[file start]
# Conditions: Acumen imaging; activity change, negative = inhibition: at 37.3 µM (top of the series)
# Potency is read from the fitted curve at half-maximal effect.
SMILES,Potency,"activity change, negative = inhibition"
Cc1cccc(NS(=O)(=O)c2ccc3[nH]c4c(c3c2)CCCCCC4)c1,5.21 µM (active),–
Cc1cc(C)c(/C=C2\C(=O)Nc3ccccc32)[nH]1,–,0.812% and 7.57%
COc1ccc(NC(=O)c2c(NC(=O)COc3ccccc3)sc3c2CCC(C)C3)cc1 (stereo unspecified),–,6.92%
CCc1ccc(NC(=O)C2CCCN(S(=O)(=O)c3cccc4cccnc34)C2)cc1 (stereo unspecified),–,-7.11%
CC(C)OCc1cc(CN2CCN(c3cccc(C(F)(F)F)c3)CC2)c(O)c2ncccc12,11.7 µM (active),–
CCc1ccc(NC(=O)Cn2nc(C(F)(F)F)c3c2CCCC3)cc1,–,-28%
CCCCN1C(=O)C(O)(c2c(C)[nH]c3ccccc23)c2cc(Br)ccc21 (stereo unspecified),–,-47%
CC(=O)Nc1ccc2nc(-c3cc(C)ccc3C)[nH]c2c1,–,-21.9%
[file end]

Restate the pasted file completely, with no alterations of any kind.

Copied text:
# Conditions: Acumen imaging; activity change, negative = inhibition: at 37.3 µM (top of the series)
# Potency is read from the fitted curve at half-maximal effect.
SMILES,Potency,"activity change, negative = inhibition"
Cc1cccc(NS(=O)(=O)c2ccc3[nH]c4c(c3c2)CCCCCC4)c1,5.21 µM (active),–
Cc1cc(C)c(/C=C2\C(=O)Nc3ccccc32)[nH]1,–,0.812% and 7.57%
COc1ccc(NC(=O)c2c(NC(=O)COc3ccccc3)sc3c2CCC(C)C3)cc1 (stereo unspecified),–,6.92%
CCc1ccc(NC(=O)C2CCCN(S(=O)(=O)c3cccc4cccnc34)C2)cc1 (stereo unspecified),–,-7.11%
CC(C)OCc1cc(CN2CCN(c3cccc(C(F)(F)F)c3)CC2)c(O)c2ncccc12,11.7 µM (active),–
CCc1ccc(NC(=O)Cn2nc(C(F)(F)F)c3c2CCCC3)cc1,–,-28%
CCCCN1C(=O)C(O)(c2c(C)[nH]c3ccccc23)c2cc(Br)ccc21 (stereo unspecified),–,-47%
CC(=O)Nc1ccc2nc(-c3cc(C)ccc3C)[nH]c2c1,–,-21.9%